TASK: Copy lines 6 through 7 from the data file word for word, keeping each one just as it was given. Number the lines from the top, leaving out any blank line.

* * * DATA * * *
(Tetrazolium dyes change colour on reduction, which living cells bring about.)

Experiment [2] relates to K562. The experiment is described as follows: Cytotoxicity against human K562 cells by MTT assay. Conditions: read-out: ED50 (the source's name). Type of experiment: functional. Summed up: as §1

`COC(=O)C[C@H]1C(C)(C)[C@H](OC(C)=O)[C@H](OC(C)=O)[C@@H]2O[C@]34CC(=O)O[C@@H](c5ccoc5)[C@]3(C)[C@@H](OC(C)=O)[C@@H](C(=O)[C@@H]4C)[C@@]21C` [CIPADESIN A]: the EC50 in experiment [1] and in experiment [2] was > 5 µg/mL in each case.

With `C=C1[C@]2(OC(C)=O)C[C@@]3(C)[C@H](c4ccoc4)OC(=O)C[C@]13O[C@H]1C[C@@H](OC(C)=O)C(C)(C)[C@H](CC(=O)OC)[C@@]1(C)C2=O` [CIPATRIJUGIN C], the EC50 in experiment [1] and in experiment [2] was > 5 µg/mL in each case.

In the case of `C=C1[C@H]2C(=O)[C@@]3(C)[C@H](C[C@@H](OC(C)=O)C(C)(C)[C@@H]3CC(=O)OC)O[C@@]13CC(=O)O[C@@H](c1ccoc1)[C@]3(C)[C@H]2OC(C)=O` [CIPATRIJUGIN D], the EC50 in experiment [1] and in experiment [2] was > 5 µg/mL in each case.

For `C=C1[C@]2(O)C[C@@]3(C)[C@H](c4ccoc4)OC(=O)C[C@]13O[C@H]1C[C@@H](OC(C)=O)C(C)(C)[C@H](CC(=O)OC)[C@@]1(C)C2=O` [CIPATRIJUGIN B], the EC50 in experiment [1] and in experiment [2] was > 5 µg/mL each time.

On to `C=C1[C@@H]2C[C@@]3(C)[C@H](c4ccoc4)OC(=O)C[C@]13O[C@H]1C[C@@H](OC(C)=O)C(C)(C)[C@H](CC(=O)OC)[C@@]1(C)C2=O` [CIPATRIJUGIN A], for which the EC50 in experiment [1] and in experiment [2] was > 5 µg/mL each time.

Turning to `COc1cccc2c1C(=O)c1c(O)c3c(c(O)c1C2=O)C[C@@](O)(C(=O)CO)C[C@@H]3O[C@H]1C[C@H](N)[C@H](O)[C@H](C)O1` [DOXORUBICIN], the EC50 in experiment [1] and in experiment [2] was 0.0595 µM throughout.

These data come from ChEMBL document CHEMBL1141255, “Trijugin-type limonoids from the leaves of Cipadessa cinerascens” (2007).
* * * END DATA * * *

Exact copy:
For `C=C1[C@]2(O)C[C@@]3(C)[C@H](c4ccoc4)OC(=O)C[C@]13O[C@H]1C[C@@H](OC(C)=O)C(C)(C)[C@H](CC(=O)OC)[C@@]1(C)C2=O` [CIPATRIJUGIN B], the EC50 in experiment [1] and in experiment [2] was > 5 µg/mL each time.

On to `C=C1[C@@H]2C[C@@]3(C)[C@H](c4ccoc4)OC(=O)C[C@]13O[C@H]1C[C@@H](OC(C)=O)C(C)(C)[C@H](CC(=O)OC)[C@@]1(C)C2=O` [CIPATRIJUGIN A], for which the EC50 in experiment [1] and in experiment [2] was > 5 µg/mL each time.